Up to 20 percent of the U.S. population lives with a runny nose – a condition that may present symptoms intermittently or seasonally. In western medicine, a runny nose is typically ascribed to allergies or a viral infection, but Chinese medicine has a different perspective on this obnoxious condition – and a different approach to treating it.
How Chinese Medicine Addresses a Runny Nose
In Chinese medicine, our bodies are seen as an extension of the natural environment, governed by a balance of Yin and Yang energy, along with the elements that make up all of nature. As such, you’ll frequently hear practitioners refer to Yin/Yang imbalances or heat, wind or dampness when referring to various medical conditions. From a practitioner’s perspective, the various health disorders we face can be likened to the sometimes-nourishing, sometimes-destructive nature of nature itself.
In the case of runny noses, Chinese medicine practitioners will typically diagnose the underlying problem as Yang deficiency or a “wind” disorder. Like the wind, a runny nose comes and goes, its symptoms quickly emerging and disappearing.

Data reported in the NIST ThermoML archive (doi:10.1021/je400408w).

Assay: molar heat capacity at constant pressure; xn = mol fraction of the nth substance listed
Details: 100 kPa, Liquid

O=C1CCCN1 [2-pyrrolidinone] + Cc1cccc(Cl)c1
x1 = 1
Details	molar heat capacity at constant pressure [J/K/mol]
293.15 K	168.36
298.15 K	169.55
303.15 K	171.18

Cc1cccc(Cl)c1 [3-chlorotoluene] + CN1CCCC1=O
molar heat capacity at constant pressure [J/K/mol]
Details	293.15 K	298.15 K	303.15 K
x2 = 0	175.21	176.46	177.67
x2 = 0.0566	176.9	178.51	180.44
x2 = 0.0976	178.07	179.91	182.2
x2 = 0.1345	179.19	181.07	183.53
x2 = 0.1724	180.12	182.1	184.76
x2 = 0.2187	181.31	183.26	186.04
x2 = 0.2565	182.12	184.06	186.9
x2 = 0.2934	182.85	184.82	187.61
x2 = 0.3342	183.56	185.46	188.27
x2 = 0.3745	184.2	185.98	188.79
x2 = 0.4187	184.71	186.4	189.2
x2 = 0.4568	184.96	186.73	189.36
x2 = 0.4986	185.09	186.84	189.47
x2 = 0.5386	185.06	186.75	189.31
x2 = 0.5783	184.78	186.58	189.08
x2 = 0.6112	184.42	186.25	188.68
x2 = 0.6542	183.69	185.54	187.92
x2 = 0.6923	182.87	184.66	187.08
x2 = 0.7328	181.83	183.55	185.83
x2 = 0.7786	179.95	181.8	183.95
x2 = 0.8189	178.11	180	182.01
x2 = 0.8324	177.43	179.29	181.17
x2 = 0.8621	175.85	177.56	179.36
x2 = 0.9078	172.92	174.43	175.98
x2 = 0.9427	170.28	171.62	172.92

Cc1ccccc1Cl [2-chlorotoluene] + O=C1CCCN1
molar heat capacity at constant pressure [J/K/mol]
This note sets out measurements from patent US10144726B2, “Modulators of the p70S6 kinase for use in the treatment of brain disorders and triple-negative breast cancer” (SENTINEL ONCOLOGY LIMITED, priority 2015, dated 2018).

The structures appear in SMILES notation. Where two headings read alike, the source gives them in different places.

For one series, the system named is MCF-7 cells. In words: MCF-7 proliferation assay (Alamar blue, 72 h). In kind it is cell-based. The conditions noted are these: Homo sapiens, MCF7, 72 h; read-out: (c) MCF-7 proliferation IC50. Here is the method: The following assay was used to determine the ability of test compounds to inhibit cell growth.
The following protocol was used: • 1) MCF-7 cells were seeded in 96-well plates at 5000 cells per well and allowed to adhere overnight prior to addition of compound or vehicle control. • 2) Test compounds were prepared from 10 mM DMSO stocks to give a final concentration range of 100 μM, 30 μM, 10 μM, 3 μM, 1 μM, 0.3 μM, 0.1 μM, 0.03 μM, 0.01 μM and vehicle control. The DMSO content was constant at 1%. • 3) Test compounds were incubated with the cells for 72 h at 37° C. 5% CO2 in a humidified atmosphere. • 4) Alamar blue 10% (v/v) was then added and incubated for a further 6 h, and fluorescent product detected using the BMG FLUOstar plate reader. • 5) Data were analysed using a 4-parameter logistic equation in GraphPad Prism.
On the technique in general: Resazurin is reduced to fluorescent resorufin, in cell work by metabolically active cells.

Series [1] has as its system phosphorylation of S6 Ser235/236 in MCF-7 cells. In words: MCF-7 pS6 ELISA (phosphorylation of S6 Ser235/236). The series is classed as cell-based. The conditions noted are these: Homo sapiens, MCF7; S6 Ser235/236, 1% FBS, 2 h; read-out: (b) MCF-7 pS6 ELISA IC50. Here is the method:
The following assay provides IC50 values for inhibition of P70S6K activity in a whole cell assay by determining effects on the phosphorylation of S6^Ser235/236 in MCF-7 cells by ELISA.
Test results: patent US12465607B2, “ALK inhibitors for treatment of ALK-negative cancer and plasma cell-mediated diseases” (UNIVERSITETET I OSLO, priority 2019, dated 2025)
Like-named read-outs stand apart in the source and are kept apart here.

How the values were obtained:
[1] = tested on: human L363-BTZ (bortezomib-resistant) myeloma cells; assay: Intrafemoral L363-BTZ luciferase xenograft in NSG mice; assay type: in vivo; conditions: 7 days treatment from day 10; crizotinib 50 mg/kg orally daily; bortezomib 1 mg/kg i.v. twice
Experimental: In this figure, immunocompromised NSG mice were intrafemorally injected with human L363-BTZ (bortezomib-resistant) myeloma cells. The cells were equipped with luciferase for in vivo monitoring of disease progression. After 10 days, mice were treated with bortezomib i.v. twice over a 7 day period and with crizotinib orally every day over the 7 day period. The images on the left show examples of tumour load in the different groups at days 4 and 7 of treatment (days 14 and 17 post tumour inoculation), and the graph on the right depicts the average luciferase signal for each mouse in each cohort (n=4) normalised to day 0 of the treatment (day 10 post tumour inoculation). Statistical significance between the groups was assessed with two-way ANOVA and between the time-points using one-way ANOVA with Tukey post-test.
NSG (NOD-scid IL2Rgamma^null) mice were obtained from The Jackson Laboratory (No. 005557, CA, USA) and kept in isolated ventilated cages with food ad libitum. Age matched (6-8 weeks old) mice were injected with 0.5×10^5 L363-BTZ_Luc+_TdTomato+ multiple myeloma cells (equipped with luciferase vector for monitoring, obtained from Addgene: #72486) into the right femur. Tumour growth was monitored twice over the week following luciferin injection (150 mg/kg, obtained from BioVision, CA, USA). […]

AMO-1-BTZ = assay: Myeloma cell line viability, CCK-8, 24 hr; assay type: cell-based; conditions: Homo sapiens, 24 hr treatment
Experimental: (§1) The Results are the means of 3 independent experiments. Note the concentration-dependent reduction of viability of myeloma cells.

These imbalances can be caused by many things, like a lack of sleep or exposure to cold (think Houston air conditioning). The goal of Chinese medicine is to restore these imbalances, fortify the patient’s whole-body health and reduce the prevalence and impact of symptoms – a runny nose, in this instance.
How the Cang Er Zi Herb Can Help with a Runny Nose
One widely prescribed option used to treat runny nose is the herb Cang Er Zi – also referred to as burweed or xanthium fruit. This beneficial botanical is known to open the nasal passages and disperse both wind and dampness – both frequent causes of a runny nose.
Cang Er Zi is an effective herbal therapy for people experiencing regular runny noses, but it can be toxic if taken to excess. As such, it’s important to seek out a practitioner’s guidance in dosing before using the herb to treat the condition.